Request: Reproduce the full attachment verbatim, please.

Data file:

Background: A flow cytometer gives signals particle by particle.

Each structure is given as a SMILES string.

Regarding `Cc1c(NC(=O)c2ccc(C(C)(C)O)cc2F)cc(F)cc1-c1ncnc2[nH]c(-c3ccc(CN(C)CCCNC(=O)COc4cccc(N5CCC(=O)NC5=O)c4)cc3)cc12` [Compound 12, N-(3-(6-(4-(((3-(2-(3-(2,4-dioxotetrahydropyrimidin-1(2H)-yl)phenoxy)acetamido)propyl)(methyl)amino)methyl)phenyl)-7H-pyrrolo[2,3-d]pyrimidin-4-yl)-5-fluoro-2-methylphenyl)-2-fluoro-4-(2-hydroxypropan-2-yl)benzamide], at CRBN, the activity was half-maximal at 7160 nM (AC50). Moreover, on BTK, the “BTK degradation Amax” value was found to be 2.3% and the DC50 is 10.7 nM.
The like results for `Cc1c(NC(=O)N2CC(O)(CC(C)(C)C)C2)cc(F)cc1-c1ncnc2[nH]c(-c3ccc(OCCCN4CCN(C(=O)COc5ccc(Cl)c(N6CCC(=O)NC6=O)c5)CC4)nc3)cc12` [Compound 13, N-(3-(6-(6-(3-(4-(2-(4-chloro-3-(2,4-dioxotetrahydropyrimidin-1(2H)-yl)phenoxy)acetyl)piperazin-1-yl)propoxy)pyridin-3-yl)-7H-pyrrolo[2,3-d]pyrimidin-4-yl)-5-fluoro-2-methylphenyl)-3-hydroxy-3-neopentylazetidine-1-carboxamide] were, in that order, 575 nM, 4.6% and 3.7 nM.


Background: A flow cytometer gives signals particle by particle.

Each structure is given as a SMILES string.

Regarding `Cc1c(NC(=O)c2ccc(C(C)(C)O)cc2F)cc(F)cc1-c1ncnc2[nH]c(-c3ccc(CN(C)CCCNC(=O)COc4cccc(N5CCC(=O)NC5=O)c4)cc3)cc12` [Compound 12, N-(3-(6-(4-(((3-(2-(3-(2,4-dioxotetrahydropyrimidin-1(2H)-yl)phenoxy)acetamido)propyl)(methyl)amino)methyl)phenyl)-7H-pyrrolo[2,3-d]pyrimidin-4-yl)-5-fluoro-2-methylphenyl)-2-fluoro-4-(2-hydroxypropan-2-yl)benzamide], at CRBN, the activity was half-maximal at 7160 nM (AC50). Moreover, on BTK, the “BTK degradation Amax” value was found to be 2.3% and the DC50 is 10.7 nM.
The like results for `Cc1c(NC(=O)N2CC(O)(CC(C)(C)C)C2)cc(F)cc1-c1ncnc2[nH]c(-c3ccc(OCCCN4CCN(C(=O)COc5ccc(Cl)c(N6CCC(=O)NC6=O)c5)CC4)nc3)cc12` [Compound 13, N-(3-(6-(6-(3-(4-(2-(4-chloro-3-(2,4-dioxotetrahydropyrimidin-1(2H)-yl)phenoxy)acetyl)piperazin-1-yl)propoxy)pyridin-3-yl)-7H-pyrrolo[2,3-d]pyrimidin-4-yl)-5-fluoro-2-methylphenyl)-3-hydroxy-3-neopentylazetidine-1-carboxamide] were, in that order, 575 nM, 4.6% and 3.7 nM.